Wide Backlash Greets Internet Antipiracy Bill
Groups from both ends of the political spectrum—and everything in between—have come out against a congressional bill that would require internet service providers to police users’ online activities for potential copyright infringement and would empower the U.S. attorney general to order the removal from the domain name system of any website that “engages in, enables, or facilitates” infringement.
Introduced October 26 by Rep. Lamar Smith (R-Texas), chair of the House Judiciary Committee, the Stop Online Piracy Act (H.R. 3261) has a number of high-profile supporters, among them members of the entertainment industry, pharmaceutical companies, and the U.S. Chamber of Commerce. These groups claim the internet currently challenges their ability to innovate because of piracy threats to their proprietary content.
Critics say that, while internet piracy is a legitimate concern, provisions in the current bill are far too overreaching and would result in a gross invasion of users’ privacy and strip online creativity and growth.
On November 15, the American Library Association, along with several civil liberties organizations, wrote a letter (PDF file) to House leaders, saying SOPA would set an “irreversible precedent that encourages the fracturing of the internet, undermines freedom of expression worldwide, and has numerous other unintended and harmful consequences.”
For example, the bill would grant internet service providers the ability to flag something as innocent as a video of a person singing a favorite song, according to the Free Press Action Fund. SOPA would also permit a private company to sue service providers for even briefly and unwittingly hosting content that it deemed an infringement on copyright.
Corey Williams, associate director of ALA’s Washington Office, blogged November 15 that SOPA raised specific copyright-related concerns for libraries, one of which is that the bill would impose criminal sanctions for public performances including streaming: “Public performances would include digital works transmitted to classrooms, including those at a distance and even those of a noncommercial nature.”
Rep. Darrell Issa (R-Calif.) has indicated he expects the bill to fail, telling The Hill newspaper November 16 that SOPA is “way too extreme [and] infringes on too many areas that our leadership will know is simply too dangerous to do in its current form” and that there are too many “unintended consequences” that can result by using “Google as a piñata.”
On November 17, House Minority Leader Nancy Pelosi (D-Calif.) tweeted her opposition to the bill. “Need to find a better solution than #SOPA #DontBreakTheInternet,” she wrote, incorporating hashtags that opponents have used to show their disapproval on Twitter.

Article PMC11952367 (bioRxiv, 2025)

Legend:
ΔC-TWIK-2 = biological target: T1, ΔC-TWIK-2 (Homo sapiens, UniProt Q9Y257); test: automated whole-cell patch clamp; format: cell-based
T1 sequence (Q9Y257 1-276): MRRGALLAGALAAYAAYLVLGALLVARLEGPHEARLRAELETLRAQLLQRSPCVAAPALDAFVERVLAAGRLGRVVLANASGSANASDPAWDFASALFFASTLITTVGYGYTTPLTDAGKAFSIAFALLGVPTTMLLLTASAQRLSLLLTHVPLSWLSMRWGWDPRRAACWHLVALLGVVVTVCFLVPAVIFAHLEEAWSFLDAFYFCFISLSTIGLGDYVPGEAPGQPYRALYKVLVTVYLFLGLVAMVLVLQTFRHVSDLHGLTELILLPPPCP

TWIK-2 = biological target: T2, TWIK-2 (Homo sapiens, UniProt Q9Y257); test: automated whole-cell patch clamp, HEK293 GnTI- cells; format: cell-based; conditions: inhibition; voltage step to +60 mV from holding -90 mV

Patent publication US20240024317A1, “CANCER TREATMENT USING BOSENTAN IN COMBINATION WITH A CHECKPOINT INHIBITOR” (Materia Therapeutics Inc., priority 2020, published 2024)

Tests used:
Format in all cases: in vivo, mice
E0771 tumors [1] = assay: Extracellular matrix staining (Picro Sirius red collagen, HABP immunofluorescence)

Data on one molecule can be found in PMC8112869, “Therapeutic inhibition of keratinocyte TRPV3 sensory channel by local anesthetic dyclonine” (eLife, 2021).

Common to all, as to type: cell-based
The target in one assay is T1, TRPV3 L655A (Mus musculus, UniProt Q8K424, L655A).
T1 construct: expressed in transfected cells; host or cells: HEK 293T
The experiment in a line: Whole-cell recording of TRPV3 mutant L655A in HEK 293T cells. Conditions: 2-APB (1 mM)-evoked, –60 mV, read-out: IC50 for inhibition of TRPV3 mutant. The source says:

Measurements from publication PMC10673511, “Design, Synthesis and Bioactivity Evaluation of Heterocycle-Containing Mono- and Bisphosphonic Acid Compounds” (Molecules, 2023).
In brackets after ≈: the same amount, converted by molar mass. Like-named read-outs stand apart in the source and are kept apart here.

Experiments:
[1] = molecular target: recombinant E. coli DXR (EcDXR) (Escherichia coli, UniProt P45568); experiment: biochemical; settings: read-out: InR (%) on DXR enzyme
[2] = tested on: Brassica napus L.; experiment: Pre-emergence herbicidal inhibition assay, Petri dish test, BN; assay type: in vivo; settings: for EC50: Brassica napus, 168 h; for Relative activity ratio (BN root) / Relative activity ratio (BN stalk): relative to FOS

Groups that have also come out against the measure range from the American Civil Liberties Union to the Competitive Enterprise Institute, human rights advocacy organizations, the Brookings Institute, and more than 100 academics and security and free speech experts.
According to Cynthia Wong, director of the Project on Global Internet Freedom at the Center for Democracy and Technology, U.S. lawmakers must now prepare for other governments to pass similar measures restricting online access, whether under the auspices of blocking hate speech or in an effort to censor political dissent. “If many other countries adopt these mechanisms, we risk further Balkanization of the internet, undermining its benefits as a global platform for expression, democratic engagement, and economic development,” Wong blogged at the Index on Censorship November 18. “This result is difficult to square with the U.S.’s stated foreign policy of supporting a single, global network. The U.S. cannot effectively urge other governments to stop blocking internet content that violates local laws when the U.S. is supporting precisely the same mechanisms in service of IP enforcement.”
SOPA already appears to have the European Union uneasy. The European Parliament adopted a resolution November 17 contending that domain-name seizure by the U.S. would endanger “the integrity of the global internet and freedom of communication.” (The topic is likely to come up at the European Union–U.S. Summit in Washington, D.C., on November 28.)
A similar, though less restrictive, Senate bill (called the PROTECT IP Act) passed the Judiciary Committee in September, but Sen. Ron Wyden (D-Ore.) has placed a hold on it. The House opened hearings in late November on its version of the bill, and Smith has said he hopes to move his legislation to markup before the end of the year.